Dáil debates

Thursday, 20 January 2022

Birth Information and Tracing Bill 2022: Second Stage (Resumed)


2:55 pm

Photo of Jennifer Carroll MacNeillJennifer Carroll MacNeill (Dún Laoghaire, Fine Gael) | Oireachtas source

Gabhaim buíochas leis an gCeann Comhairle. I thank the Minister for bringing this Bill forward to enable us to discuss it. I also acknowledge Deputy Funchion and her work as Chair of the committee which did such significant work to analyse where and how this Bill should go. She will be returning to the Chamber shortly as she has been here all along. I am not a member of that committee and have not been part of that same level of detailed process but I wanted to reflect upon this Bill from slightly different perspectives on how far it has come, what that means since 2011 and 2012 when the Government was talking about this initially and what that means for the constitutional dial and the scope that gives us for imagination for the future.

I had the good fortune and privilege to work in the Government, in the Department of Children and Youth Affairs, in that period of 2011, 2012, 2013 and 2014. That was a very interesting and difficult period. We created the first Department of Children and Youth Affairs precisely because of how many issues of real challenge there were in child protection services and historically in respect of sexual abuse, right across the State, the church and the social architecture. There were so many issues to be addressed and a dedicated Department of Children and Youth Affairs was established to do that.

I recall when I to started work there that the first thing I was given was the Cloyne report to read and prepare for publication. That was one of the most difficult reports I had ever seen, obviously at that stage in my career, and the preparation for the reaction to it was very important. Excuse me for taking the time to say this, but I say it by way of context building in seeing quite how far the work that the current Minister has done has come and where this work came from.

At the time, if the House can recall, the reaction to the Cloyne report was around a different architecture for the reporting of child sexual abuse and, in particular, the creation of mandatory reporting and what that meant. I recall the then Minister, Frances Fitzgerald - I know that she will not mind me saying this - and the background and the challenge that she had within the Department but also within the church, and the ideas and reaction from the church even then about mandatory reporting.

Mandatory reporting, as a concept, was already well-established in law. It had been there in the white-collar offences legislation some time previously so I do not know why it was an issue. It became one, however, in the context of the response to the sexual abuse issue from a legislative perspective. As the idea was there, why not then just have equivalent legislation?

Of course, it had a different context and tone. I remember thinking that the church might respond with questions around freedom of religious expression and I was surprised when the argument that was advanced at that time by the people who were there at that stage was in respect of the seal of the confessional, which was to my mind such a weak legal argument to advance against the strong constitutional position that could be taken by the Government of protecting the primacy of the public good. I was very surprised that, A, they advanced any argument against mandatory reporting and, B, that the argument would be so weak. I remember taking great confidence at that time in the Government’s position and the position of the then Minister, Frances Fitzgerald, in being able to press ahead against what was a cultural difficulty but not a perceived constitutional difficulty and she did press ahead. I remember one interview, in particular, with Pat Kenny where she just said that she was doing this, it was in the public good, irrespective of the seal of the confessional and the ideas of mandatory reporting which were already in law. This was what she was going to do. It was an important constitutional moment for the Government in the context of the Department of Children and Youth Affairs.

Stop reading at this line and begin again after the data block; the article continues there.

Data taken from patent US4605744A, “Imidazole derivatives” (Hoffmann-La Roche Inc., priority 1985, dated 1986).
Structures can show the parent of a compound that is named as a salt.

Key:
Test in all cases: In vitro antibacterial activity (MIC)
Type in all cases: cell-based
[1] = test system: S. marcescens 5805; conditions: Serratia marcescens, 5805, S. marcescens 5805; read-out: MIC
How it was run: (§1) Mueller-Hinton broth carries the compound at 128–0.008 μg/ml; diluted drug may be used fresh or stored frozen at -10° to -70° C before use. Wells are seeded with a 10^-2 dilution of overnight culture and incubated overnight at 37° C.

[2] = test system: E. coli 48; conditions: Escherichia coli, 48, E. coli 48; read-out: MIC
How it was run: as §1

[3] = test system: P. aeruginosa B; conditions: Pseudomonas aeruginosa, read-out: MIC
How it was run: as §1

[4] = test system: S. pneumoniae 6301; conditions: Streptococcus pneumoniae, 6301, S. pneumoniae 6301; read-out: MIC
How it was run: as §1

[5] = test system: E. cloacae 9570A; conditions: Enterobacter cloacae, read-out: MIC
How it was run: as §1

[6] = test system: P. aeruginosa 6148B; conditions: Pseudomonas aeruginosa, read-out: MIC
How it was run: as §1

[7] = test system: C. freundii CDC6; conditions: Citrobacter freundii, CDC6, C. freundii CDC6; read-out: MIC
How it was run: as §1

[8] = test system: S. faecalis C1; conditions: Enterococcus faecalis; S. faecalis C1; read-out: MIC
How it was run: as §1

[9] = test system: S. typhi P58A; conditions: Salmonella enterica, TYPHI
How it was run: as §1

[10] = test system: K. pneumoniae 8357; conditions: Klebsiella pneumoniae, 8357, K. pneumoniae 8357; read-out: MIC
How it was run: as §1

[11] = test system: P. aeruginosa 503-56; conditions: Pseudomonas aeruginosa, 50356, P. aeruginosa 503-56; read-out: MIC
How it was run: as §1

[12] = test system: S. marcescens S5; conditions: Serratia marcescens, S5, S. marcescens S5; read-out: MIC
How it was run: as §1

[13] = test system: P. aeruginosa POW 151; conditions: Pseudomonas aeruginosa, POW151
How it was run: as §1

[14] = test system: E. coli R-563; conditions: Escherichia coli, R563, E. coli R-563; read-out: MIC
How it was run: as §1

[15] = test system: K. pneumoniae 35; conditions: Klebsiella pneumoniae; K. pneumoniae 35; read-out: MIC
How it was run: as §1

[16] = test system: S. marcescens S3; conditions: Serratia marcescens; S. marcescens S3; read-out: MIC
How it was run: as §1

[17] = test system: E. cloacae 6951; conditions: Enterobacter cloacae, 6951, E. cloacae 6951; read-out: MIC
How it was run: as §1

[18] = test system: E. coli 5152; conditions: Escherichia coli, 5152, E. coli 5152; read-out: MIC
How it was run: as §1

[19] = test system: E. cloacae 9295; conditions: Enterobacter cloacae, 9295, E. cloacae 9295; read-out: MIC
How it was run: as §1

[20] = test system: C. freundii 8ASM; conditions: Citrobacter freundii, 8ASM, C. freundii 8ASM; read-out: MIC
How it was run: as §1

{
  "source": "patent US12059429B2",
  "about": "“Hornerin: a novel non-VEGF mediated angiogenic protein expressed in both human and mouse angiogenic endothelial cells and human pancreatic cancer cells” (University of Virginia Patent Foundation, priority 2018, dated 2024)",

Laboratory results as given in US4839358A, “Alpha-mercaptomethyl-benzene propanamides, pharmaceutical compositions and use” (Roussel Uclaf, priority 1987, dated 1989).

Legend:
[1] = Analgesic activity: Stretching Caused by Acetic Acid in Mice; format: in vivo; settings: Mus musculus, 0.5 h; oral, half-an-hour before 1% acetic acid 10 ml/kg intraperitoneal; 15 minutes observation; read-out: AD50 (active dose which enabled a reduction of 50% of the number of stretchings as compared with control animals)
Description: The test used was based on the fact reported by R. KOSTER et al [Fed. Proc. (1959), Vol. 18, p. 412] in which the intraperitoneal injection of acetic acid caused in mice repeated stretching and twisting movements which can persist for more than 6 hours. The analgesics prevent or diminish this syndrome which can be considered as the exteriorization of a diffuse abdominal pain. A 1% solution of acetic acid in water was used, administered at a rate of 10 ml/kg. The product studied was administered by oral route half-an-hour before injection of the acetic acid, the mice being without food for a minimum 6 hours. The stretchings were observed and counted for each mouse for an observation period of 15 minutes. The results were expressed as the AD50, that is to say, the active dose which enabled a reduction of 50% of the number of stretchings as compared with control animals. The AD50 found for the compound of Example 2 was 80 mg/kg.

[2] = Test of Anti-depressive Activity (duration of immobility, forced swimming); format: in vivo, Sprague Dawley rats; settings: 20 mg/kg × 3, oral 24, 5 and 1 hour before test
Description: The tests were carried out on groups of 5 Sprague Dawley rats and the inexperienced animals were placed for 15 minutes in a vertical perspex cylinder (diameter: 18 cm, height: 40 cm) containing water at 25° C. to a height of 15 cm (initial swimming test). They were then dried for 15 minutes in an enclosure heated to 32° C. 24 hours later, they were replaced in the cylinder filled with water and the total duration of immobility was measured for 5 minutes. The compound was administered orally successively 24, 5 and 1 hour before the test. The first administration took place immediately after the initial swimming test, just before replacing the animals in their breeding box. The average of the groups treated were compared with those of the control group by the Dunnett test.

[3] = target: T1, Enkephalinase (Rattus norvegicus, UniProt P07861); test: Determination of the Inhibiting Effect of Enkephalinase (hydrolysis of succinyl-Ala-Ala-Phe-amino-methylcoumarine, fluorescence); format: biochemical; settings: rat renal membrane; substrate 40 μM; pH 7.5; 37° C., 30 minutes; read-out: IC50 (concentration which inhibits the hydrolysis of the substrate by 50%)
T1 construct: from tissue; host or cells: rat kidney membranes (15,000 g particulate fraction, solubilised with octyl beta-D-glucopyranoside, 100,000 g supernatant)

Similarly, the children’s referendum at the time came through this process of evolution. The House may recall that back in the period up to 2007, a cross-party committee was established to look at the rights of the child and the Constitution. It came up with wording which was a phenomenal piece of work. From a constitutional perspective it was difficult to put forward as a referendum because there were so many constitutional phrases in it which did not have constitutional standing, which meant that there was a read across which was problematic with many of the different ideas, concepts, new words and so on. I remember before the 2011 election, the then Attorney General, who is actually the same Attorney General now, produced new wording under the Minister of State with responsibility for children at that time, former Deputy Barry Andrews, and it did not come up to the mark of what the people on the committee had hoped for and expected. It went away. There was an election and the new Government was formed with a mandate to implement either the 2007 wording or something akin to this wording.

A great amount of work was done for many years about shifting the constitutional dial from what had been advanced by the then Minister, Brian Lenihan, in 2007, what was advanced then by the Barry Andrews wording at the end of 2010 and the beginning of 2011, to what we ultimately reached.